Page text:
The latest spat between a pay TV provider and a content company has gotten ugly, with both DirecTV and Viacom taking to the web, pointing fingers and calling each other names. That’s to be expected, in this day and age, as cable and satellite subscribers become innocent bystanders in the big fight over how much money these corporate behemoths make.
Usually, though, these fights only matter to the subscribers who pay a certain cable or satellite provider, and only really when their favorite channels go dark. In the case of DirecTV and Viacom, however, the carriage dispute has a lot more collateral damage, as it affects pretty much anyone who enjoys watching select MTV and Comedy Central shows online.
Like some other pay TV providers before it, DirecTV has taken the unusual approach of telling subscribers that they can easily access a lot of the shows that have gone dark on the web. And in a counter-move, Viacom has begun playing hardball, by taking down that very same online programming. There’s only one problem: It’s not just DirecTV subscribers who can’t watch those shows online — the takedown applies to everyone else, as well.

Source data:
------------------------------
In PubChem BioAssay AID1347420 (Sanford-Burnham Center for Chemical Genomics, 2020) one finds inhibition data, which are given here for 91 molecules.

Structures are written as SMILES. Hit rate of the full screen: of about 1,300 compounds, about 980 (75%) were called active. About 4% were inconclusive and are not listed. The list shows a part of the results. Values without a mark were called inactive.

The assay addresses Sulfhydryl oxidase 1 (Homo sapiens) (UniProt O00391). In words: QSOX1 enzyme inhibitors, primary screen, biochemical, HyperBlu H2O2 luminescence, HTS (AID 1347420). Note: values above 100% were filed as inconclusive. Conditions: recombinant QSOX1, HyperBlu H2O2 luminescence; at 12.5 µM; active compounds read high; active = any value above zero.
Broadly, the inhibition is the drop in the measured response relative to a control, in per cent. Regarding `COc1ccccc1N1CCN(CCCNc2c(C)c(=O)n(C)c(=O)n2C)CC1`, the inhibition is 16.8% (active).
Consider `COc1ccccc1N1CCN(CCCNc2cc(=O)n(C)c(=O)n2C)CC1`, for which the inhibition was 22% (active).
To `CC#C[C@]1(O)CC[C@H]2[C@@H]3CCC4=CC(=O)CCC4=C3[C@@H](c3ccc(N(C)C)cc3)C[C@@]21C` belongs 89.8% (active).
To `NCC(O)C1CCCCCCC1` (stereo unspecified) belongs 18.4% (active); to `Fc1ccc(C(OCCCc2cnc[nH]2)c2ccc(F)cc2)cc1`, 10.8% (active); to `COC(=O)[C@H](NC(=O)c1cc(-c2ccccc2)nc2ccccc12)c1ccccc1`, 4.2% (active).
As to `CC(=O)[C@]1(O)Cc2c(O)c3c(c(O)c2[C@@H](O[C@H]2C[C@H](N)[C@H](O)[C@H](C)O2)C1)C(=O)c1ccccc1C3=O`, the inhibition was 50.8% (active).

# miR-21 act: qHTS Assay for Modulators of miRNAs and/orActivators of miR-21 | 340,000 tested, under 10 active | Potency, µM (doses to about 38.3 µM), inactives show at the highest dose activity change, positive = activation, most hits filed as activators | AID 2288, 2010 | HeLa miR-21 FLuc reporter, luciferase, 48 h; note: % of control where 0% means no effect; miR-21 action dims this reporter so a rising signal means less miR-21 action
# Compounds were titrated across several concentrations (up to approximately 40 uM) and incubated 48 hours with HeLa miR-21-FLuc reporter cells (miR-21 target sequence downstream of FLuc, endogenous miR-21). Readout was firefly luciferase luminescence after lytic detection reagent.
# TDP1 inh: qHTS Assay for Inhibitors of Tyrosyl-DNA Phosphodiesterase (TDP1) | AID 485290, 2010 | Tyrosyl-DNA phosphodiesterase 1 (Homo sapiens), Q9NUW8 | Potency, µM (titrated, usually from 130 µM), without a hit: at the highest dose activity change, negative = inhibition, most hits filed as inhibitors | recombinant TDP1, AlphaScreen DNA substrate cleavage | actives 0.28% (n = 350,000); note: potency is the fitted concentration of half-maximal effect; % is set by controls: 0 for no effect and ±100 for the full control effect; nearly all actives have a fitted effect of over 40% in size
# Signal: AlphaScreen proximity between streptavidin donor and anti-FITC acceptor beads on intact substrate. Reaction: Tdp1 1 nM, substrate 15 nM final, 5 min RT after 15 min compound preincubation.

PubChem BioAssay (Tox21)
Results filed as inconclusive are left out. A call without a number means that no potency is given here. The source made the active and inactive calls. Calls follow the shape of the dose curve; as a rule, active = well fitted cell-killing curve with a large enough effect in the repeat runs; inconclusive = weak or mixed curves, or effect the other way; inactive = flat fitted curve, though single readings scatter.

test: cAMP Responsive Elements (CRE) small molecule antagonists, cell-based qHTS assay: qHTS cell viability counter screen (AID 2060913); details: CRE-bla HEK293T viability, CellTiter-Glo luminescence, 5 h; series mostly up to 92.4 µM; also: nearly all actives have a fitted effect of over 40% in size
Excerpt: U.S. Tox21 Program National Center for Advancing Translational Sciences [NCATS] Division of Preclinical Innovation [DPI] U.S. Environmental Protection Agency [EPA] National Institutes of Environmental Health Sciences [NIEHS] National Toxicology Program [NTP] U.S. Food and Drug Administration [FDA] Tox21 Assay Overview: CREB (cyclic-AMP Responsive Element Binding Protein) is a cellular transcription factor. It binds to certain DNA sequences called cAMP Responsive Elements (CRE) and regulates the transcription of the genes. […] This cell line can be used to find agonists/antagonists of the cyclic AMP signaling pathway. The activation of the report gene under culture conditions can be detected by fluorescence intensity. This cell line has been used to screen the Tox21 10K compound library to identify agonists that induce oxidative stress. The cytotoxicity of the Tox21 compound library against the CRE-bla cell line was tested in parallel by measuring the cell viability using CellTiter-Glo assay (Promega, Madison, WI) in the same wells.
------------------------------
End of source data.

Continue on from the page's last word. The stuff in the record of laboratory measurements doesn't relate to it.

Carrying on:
As spotted by BTIG analyst Richard Greenfield earlier today (free registration required), Viacom has begun blocking access to certain key shows online, including The Daily Show and Jersey Shore. (Interestingly enough, the takedown doesn’t appear to affect Viacom programming that appears on other sites — like, for instance, The Daily Show episodes on Hulu. A Hulu spokesperson declined to comment on whether its licensed programming would also be affected.)
The move is surprising, in part because Viacom — and particularly MTV Networks and Comedy Central — have been long-time proponents of putting full-length shows online. Early on, it made every episode of South Park available for viewing on the web, and also made it extremely easy for The Daily Show and Colbert Report fans to watch the shows online not long after they aired.
But it also speaks to one of the key issues that stands between programmers and distributors every time they re-up their contracts. And that is, why should a satellite provider like DirecTV pay billions more for content that is available for free (or cheap) online?
Frankly, that question isn’t getting any easier to answer, especially as Viacom has licensed programming from flagship network Nickelodeon to Netflix and Amazon. Some believe that those deals are part of the reason for a recent decline in ratings at the children’s programming network. Yet despite that decline — and despite ready availability of Viacom programming elsewhere online — DirecTV claims is being asked for a 30 percent increase in what it pays for Viacom programming.